this time with less laziness

18 Sep

That was nothing more than extraordinary laziness that last post. Goodness me, what would my self help books think of me?

Fifi and Pen raise the questions to which I should have posted the answers, so let’s see the question again. When considering whether or not to include someone, or something someone has done, in my blog or memoir, a question I sometimes ask is:

Does the person have right of reply?

Rather than providing me with a yes/no answer, the question acts more as a prompt, giving my thinking some direction. Probably, I could draw you a flowchart of sorts, but I’m too lazy for that.

As an aside, much of this thinking is instinctive, subconscious or unconscious, but when I do need to take the time to sit and think it through (for example, every now and then I think, ‘Oh, I wonder why I have never mentioned such and such’), I find that I have made this a consistent starting point.

So, back to the question. Does the person have a right of reply?

Because the people I write about do not have their own blogs or write for publication, or speak publicly, I often consider that it is enough if that person has the right of private reply.

Consider the mister. He would never start his own blog or publish a piece of memoir or have the funds to plaster his comments on a billboard, but he has every opportunity to say (but rarely does), ‘Erm, do you not think the way you related that story was a little, you know, one-sided’. I guess the mister’s ultimate right of reply lies in my commitment to our relationship and the kind of relationship that we have.

My parents have a different kind of right of reply. For obvious reasons, they couldn’t actually write or say anything, but they’re my parents – I might be forty years old and they might be dead, but nonetheless, I am constantly seeking their advice and their opinions and chatter with them constantly. Of course, there is a danger in imagining the way in which someone exercises their right of reply, but I am confident that I come to those relationships with enough honesty that if I do make a mistake in how they actually would respond, it is an error of judgment and not one of defensiveness or lack of generosity or revenge. Also, my father gave me explicit permission to say whatever I wanted to say.

Anyway, when it comes to my parents I use a different kind of question, based around whether or not I have the right to tell the story, and the parent-child relationship is, I think, a unique one in our ‘rights’ to a story. Perhaps I will talk about this another day.

Some people do have a right of reply, but I still choose not to write about them. For example, an alarm bell rings if I imagine that person exercising that right, and even as I am imagining it, my heart races and my breath shallows. This is a sign to me that I can not write about that person with sufficient objectivity, which is, in turn a sign of other things, for example, that I am unable or unwilling to write with honesty or generosity. In such a case, we all lose. I am limited in expanding on this point by providing examples, because it would immediately mean that I have to write about people and events I have already decided I don’t want to write about. Sorry bout that.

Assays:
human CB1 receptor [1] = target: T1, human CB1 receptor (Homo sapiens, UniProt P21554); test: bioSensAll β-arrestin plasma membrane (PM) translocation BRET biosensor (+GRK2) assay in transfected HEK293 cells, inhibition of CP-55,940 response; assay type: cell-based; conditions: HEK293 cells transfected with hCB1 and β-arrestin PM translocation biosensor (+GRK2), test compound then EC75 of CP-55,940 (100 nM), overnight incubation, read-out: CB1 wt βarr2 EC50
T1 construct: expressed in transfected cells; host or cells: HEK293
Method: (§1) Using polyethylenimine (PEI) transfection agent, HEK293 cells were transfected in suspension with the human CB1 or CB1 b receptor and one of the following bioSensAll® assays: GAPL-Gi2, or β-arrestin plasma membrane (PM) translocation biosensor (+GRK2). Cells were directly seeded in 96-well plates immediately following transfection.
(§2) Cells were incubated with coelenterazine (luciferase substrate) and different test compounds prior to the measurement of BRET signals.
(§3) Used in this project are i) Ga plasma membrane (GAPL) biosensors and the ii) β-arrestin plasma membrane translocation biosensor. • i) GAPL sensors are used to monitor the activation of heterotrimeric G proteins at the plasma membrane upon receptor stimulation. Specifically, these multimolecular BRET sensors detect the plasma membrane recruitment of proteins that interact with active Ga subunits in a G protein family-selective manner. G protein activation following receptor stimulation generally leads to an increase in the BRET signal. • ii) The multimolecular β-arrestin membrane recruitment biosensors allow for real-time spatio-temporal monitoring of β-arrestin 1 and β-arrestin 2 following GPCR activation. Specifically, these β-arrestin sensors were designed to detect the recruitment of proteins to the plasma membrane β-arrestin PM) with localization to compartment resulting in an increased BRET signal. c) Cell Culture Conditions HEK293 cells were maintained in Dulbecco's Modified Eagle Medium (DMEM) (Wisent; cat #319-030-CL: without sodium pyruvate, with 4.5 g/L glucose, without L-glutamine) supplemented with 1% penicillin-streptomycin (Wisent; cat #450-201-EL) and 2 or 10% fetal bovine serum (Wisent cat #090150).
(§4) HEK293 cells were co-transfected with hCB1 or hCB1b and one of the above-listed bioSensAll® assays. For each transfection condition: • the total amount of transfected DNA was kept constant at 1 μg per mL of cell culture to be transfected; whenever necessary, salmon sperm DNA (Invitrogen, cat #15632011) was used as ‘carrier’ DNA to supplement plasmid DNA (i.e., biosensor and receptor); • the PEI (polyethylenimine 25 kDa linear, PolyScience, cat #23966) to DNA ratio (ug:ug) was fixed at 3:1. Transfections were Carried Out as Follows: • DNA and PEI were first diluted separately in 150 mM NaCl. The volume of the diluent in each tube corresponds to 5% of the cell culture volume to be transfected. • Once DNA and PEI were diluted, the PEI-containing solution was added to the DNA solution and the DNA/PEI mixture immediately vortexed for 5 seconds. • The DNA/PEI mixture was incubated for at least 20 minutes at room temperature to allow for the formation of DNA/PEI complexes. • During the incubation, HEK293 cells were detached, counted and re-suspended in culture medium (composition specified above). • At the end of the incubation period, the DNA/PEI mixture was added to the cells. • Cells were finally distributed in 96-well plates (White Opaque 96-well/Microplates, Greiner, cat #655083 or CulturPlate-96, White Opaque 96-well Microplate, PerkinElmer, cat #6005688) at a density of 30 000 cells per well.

What if the answer is no, no the person does not have a right of reply? Sometimes, I might decide that doesn’t matter and write about them anyway, perhaps because they are completely unidentifiable or sufficiently anonymous. But generally, if they do not have a right of reply, I proceed with caution, because it is so often a sign of a power imbalance (this is where a discussion about the rights to a story would be useful, and I really will come back to that another day).

In this case, I might consider the consequences. For example, in telling this story, is there more gained than lost? As a human rights activist, I have very often made the decision that yes there is more to gain by discussing this situation publicly, but as a blogger or potential memoirist wallowing in middle class privilege, I have to know that ‘giving voice’ is fraught with opportunities to patronise or appropriate. Am I doing either of those things?

In my previous life, this was less of a problem, but at the moment, I am definitely having to weave my way through this. Luckily for you, this is one piece of angst and over-thinking you will be spared.

I do have other things to say, and I know that this is all a bit superficial, but this cough I’ve been fighting for the last few months seems to be developing into one of those pre-sinusitis infections which means my ears are ringing and I’m quite light-headed (not in a good way), so I’m going to lie down and possibly go back to sleep for the afternoon.

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One Response to “this time with less laziness”

  1. planetnomad September 25, 2010 at 12:27 am #

    I find this fascinating (and yes, am quite behind on blogs. No more though–today I am mostly caught up). I tend not to mention my friends by name on my blog unless I know that’s okay with them. But I don’t always come right out and ask them the question. If, however, they have their own blog, I have no problem writing about them as themselves, openly.
    It’s different with family though. And, once again, what a generous and wise and lovely person your father was, to give you such a gift.

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